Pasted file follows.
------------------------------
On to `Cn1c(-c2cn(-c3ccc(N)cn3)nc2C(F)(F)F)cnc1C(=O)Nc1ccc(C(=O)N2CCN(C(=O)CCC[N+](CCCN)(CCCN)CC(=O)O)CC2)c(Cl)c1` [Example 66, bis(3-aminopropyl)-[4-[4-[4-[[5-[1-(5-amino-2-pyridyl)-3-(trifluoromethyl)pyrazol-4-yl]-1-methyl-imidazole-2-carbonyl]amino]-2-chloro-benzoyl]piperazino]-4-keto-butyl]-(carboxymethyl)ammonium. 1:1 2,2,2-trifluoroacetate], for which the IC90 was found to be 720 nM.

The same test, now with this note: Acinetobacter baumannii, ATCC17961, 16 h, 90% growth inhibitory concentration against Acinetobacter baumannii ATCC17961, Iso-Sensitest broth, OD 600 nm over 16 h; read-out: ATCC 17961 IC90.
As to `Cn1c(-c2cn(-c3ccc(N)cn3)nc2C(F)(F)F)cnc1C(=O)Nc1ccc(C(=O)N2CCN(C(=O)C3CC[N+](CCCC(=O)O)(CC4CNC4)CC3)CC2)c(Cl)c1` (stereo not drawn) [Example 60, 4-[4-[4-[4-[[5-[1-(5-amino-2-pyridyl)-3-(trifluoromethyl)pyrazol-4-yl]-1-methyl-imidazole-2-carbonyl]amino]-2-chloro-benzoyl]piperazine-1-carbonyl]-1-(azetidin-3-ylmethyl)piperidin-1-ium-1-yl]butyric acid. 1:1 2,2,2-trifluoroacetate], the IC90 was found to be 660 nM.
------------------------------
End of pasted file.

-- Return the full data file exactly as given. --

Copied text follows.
On to `Cn1c(-c2cn(-c3ccc(N)cn3)nc2C(F)(F)F)cnc1C(=O)Nc1ccc(C(=O)N2CCN(C(=O)CCC[N+](CCCN)(CCCN)CC(=O)O)CC2)c(Cl)c1` [Example 66, bis(3-aminopropyl)-[4-[4-[4-[[5-[1-(5-amino-2-pyridyl)-3-(trifluoromethyl)pyrazol-4-yl]-1-methyl-imidazole-2-carbonyl]amino]-2-chloro-benzoyl]piperazino]-4-keto-butyl]-(carboxymethyl)ammonium. 1:1 2,2,2-trifluoroacetate], for which the IC90 was found to be 720 nM.

The same test, now with this note: Acinetobacter baumannii, ATCC17961, 16 h, 90% growth inhibitory concentration against Acinetobacter baumannii ATCC17961, Iso-Sensitest broth, OD 600 nm over 16 h; read-out: ATCC 17961 IC90.
As to `Cn1c(-c2cn(-c3ccc(N)cn3)nc2C(F)(F)F)cnc1C(=O)Nc1ccc(C(=O)N2CCN(C(=O)C3CC[N+](CCCC(=O)O)(CC4CNC4)CC3)CC2)c(Cl)c1` (stereo not drawn) [Example 60, 4-[4-[4-[4-[[5-[1-(5-amino-2-pyridyl)-3-(trifluoromethyl)pyrazol-4-yl]-1-methyl-imidazole-2-carbonyl]amino]-2-chloro-benzoyl]piperazine-1-carbonyl]-1-(azetidin-3-ylmethyl)piperidin-1-ium-1-yl]butyric acid. 1:1 2,2,2-trifluoroacetate], the IC90 was found to be 660 nM.